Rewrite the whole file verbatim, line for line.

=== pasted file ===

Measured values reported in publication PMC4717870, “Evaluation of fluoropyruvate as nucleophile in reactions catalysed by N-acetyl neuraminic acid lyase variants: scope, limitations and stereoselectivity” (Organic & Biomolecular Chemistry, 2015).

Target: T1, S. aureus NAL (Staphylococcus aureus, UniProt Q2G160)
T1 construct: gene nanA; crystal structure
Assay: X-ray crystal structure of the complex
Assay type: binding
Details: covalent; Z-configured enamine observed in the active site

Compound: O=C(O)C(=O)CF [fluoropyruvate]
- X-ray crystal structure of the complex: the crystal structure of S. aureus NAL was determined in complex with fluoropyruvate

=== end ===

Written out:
Measured values reported in publication PMC4717870, “Evaluation of fluoropyruvate as nucleophile in reactions catalysed by N-acetyl neuraminic acid lyase variants: scope, limitations and stereoselectivity” (Organic & Biomolecular Chemistry, 2015).

Target: T1, S. aureus NAL (Staphylococcus aureus, UniProt Q2G160)
T1 construct: gene nanA; crystal structure
Assay: X-ray crystal structure of the complex
Assay type: binding
Details: covalent; Z-configured enamine observed in the active site

Compound: O=C(O)C(=O)CF [fluoropyruvate]
- X-ray crystal structure of the complex: the crystal structure of S. aureus NAL was determined in complex with fluoropyruvate